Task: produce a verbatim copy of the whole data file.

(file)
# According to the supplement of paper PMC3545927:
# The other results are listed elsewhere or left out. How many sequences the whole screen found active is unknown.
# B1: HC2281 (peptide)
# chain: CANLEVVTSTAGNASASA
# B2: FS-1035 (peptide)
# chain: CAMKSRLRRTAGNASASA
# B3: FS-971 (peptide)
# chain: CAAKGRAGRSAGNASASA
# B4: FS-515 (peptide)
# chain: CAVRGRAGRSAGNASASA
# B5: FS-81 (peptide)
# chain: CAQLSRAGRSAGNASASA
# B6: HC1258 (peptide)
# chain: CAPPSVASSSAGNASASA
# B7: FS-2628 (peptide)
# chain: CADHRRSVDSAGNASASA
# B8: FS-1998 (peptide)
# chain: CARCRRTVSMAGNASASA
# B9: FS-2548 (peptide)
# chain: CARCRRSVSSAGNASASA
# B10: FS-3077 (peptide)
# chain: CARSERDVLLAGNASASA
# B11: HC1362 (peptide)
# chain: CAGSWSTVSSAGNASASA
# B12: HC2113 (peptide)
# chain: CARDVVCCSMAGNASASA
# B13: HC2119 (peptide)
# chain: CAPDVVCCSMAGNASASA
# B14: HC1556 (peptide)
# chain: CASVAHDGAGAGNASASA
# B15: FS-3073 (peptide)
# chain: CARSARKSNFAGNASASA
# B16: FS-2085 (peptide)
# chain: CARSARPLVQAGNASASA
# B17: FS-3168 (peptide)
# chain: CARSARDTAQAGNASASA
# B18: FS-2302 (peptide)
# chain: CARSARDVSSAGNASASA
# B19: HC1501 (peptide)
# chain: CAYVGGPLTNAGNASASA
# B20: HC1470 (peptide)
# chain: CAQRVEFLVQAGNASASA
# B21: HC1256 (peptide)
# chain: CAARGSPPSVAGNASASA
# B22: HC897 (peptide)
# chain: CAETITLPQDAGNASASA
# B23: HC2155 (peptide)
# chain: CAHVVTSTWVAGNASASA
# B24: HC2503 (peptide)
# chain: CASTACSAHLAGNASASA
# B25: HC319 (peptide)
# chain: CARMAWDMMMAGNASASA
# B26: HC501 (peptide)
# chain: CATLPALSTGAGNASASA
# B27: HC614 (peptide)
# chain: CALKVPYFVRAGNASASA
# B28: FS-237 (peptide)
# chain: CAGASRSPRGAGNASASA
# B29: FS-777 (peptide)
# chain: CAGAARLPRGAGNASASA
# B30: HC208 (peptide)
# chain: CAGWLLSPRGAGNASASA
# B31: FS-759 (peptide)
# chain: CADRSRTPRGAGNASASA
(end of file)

# According to the supplement of paper PMC3545927:
# The other results are listed elsewhere or left out. How many sequences the whole screen found active is unknown.
# B1: HC2281 (peptide)
# chain: CANLEVVTSTAGNASASA
# B2: FS-1035 (peptide)
# chain: CAMKSRLRRTAGNASASA
# B3: FS-971 (peptide)
# chain: CAAKGRAGRSAGNASASA
# B4: FS-515 (peptide)
# chain: CAVRGRAGRSAGNASASA
# B5: FS-81 (peptide)
# chain: CAQLSRAGRSAGNASASA
# B6: HC1258 (peptide)
# chain: CAPPSVASSSAGNASASA
# B7: FS-2628 (peptide)
# chain: CADHRRSVDSAGNASASA
# B8: FS-1998 (peptide)
# chain: CARCRRTVSMAGNASASA
# B9: FS-2548 (peptide)
# chain: CARCRRSVSSAGNASASA
# B10: FS-3077 (peptide)
# chain: CARSERDVLLAGNASASA
# B11: HC1362 (peptide)
# chain: CAGSWSTVSSAGNASASA
# B12: HC2113 (peptide)
# chain: CARDVVCCSMAGNASASA
# B13: HC2119 (peptide)
# chain: CAPDVVCCSMAGNASASA
# B14: HC1556 (peptide)
# chain: CASVAHDGAGAGNASASA
# B15: FS-3073 (peptide)
# chain: CARSARKSNFAGNASASA
# B16: FS-2085 (peptide)
# chain: CARSARPLVQAGNASASA
# B17: FS-3168 (peptide)
# chain: CARSARDTAQAGNASASA
# B18: FS-2302 (peptide)
# chain: CARSARDVSSAGNASASA
# B19: HC1501 (peptide)
# chain: CAYVGGPLTNAGNASASA
# B20: HC1470 (peptide)
# chain: CAQRVEFLVQAGNASASA
# B21: HC1256 (peptide)
# chain: CAARGSPPSVAGNASASA
# B22: HC897 (peptide)
# chain: CAETITLPQDAGNASASA
# B23: HC2155 (peptide)
# chain: CAHVVTSTWVAGNASASA
# B24: HC2503 (peptide)
# chain: CASTACSAHLAGNASASA
# B25: HC319 (peptide)
# chain: CARMAWDMMMAGNASASA
# B26: HC501 (peptide)
# chain: CATLPALSTGAGNASASA
# B27: HC614 (peptide)
# chain: CALKVPYFVRAGNASASA
# B28: FS-237 (peptide)
# chain: CAGASRSPRGAGNASASA
# B29: FS-777 (peptide)
# chain: CAGAARLPRGAGNASASA
# B30: HC208 (peptide)
# chain: CAGWLLSPRGAGNASASA
# B31: FS-759 (peptide)
# chain: CADRSRTPRGAGNASASA